WASHINGTON (Reuters) - Trump administration officials on Thursday recommended granting U.S. energy regulators the ability to block imports of nuclear fuel from Russia and China and detailed plans for setting up a government stockpile of uranium sourced from domestic miners.
The recommendations are meant to address growing concern in Washington that the United States has ceded its global leadership in nuclear technology in recent decades, and to boost domestic nuclear power producers and uranium miners suffering from a lack of investment.
Energy Secretary Dan Brouillette told reporters on a call that the report from the Nuclear Fuel Working Group was a “road map for what we think needs to be done to not only revitalize but re-establish American leadership in this entire industry.”
President Donald Trump created the working group last July after rejecting a request by two U.S. uranium mining companies, Energy Fuels Inc [UUUU.A] and Ur-Energy Inc [URG.A], seeking quotas for domestic uranium production to protect them against foreign competition.
The report recommended enabling the Nuclear Regulatory Commission to deny imports of certain uranium supplies from Russia and China for national security purposes.
It also recommended that the Commerce Department extend the Russian Suspension Agreement, which established a maximum cap for imports of Russian uranium to 20% of the U.S. market, “to protect against future uranium dumping.” It suggested “further lowering the cap” on Russian imports in the agreement, which expires this year.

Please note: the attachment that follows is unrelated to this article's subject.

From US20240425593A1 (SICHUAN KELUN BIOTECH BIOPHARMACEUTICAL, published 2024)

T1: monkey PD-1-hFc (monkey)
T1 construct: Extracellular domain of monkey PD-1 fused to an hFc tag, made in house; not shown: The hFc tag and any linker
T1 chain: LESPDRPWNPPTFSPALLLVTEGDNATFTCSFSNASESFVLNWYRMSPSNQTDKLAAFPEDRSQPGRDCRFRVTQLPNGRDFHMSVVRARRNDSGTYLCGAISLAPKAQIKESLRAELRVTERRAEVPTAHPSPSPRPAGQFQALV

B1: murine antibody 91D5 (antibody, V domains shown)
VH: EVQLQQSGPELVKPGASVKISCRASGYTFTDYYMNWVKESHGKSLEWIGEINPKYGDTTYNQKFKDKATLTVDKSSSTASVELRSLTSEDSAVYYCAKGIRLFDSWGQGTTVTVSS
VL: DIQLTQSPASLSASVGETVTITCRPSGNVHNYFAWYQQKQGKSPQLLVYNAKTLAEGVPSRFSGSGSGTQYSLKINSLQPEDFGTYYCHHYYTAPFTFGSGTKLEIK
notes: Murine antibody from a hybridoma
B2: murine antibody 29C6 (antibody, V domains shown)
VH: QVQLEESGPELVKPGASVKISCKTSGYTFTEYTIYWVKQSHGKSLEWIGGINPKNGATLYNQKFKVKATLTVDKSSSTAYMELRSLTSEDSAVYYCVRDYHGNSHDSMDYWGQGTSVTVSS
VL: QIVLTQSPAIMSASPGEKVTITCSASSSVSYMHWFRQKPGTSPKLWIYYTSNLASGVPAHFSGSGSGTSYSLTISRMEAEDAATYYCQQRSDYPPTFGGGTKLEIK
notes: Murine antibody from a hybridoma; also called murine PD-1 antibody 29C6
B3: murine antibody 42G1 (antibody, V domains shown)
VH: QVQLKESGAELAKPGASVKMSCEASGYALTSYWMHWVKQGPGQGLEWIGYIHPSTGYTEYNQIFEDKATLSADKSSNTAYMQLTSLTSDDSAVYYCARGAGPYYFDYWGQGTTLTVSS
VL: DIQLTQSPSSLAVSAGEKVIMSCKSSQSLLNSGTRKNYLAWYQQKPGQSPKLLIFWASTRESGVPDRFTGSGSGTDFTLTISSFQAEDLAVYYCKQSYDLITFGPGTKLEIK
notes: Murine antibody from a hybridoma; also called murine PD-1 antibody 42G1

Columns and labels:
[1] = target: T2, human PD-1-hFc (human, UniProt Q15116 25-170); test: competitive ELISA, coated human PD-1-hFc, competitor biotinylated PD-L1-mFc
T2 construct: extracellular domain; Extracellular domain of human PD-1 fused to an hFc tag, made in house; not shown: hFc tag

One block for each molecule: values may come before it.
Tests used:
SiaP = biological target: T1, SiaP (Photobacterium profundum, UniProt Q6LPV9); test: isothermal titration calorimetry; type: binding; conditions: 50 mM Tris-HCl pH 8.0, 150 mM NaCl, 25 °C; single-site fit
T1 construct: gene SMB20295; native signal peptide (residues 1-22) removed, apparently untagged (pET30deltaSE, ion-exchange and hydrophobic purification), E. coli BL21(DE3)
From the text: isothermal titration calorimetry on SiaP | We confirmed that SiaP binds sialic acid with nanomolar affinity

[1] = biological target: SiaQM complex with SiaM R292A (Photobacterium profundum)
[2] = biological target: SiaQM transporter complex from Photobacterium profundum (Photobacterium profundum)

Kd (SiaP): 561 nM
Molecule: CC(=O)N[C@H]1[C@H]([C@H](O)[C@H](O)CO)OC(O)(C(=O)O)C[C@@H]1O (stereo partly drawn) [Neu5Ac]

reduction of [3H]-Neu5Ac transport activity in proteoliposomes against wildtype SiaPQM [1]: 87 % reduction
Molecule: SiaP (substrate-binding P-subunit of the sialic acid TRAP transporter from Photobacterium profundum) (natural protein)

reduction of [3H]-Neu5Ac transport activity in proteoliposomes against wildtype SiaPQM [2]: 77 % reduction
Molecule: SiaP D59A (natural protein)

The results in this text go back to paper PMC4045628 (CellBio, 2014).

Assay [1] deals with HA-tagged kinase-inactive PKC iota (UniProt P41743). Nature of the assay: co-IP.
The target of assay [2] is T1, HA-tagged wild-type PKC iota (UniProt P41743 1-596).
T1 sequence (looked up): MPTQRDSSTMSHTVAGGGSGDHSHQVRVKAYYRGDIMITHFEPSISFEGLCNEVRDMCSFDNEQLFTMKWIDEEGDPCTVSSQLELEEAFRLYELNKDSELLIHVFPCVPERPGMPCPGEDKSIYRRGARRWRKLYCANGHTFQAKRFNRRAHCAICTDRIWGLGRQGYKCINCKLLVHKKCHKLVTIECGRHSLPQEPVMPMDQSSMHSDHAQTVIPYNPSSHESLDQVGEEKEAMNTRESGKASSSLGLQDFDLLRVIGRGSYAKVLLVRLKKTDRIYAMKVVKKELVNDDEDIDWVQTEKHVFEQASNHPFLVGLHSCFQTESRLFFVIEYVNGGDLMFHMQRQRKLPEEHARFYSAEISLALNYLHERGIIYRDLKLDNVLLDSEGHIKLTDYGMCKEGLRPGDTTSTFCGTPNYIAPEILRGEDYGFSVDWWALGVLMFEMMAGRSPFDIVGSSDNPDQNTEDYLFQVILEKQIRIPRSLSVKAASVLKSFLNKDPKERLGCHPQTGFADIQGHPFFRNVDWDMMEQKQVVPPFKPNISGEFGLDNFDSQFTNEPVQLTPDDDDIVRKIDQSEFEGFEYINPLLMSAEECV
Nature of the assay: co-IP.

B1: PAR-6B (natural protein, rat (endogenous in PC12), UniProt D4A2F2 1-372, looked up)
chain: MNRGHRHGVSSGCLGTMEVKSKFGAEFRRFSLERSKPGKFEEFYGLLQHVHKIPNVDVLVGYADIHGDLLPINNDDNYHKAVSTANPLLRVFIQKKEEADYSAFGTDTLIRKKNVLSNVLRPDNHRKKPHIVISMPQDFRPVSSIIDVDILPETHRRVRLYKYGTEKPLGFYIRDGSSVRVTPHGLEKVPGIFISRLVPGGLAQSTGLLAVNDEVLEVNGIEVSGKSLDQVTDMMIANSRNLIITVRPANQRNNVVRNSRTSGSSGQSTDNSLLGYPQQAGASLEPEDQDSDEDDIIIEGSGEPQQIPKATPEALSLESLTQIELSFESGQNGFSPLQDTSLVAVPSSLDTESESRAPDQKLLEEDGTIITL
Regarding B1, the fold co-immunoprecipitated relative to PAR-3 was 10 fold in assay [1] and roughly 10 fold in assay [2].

The report mentioned TVEL, a unit of Russian state-owned Rosatom, which launched a project in 2008 to develop replacement fuel for reactors using U.S. technology abroad and in the United States. That project is on hold, but would pose a risk to the U.S. nuclear industry if revived, it said.
The report also recommended the U.S. government set up a uranium reserve allowing it to make direct purchases of uranium from domestic producers. Trump’s budget released in February proposed $1.5 billion over 10 years for the creation of a uranium reserve, but Congress has yet to act on it.
Brouillette said it was possible Trump would issue executive orders to support the findings of the report, which also sought to boost research and development of new reactor technologies, and streamline permitting for uranium mining.
America Fitzpatrick, a senior representative of The Wilderness Society environmental group, said her organization opposed efforts to bolster the U.S. nuclear industry and worried that it would increase mining near national parks.
“Enriching special interests with taxpayer resources so they can plunder national treasures like Bears Ears and the Grand Canyon will harm our land, water and public health,” she said.
Energy Fuels Inc and Ur-Energy Inc, as well as more than two dozen Western state lawmakers, have argued that U.S. nuclear generators rely too heavily on foreign suppliers, including Russia, China and Kazakhstan. Canada has also long been a top supplier of uranium to the United States.
Maria Korsnick, chief executive of the Nuclear Energy Institute, the industry’s lobby group, thanked “the administration for its support to revitalize and bolster” the sector.
The U.S. nuclear energy industry is virtually emissions-free but suffering from high safety costs and low prices for natural gas, a competitor in generating power. Since 2013, about nine nuclear plants have closed, and eight are scheduled to close in coming years.
Reporting by Timothy Gardner; Editing by Jonathan Oatis, Dan Grebler and Leslie Adler
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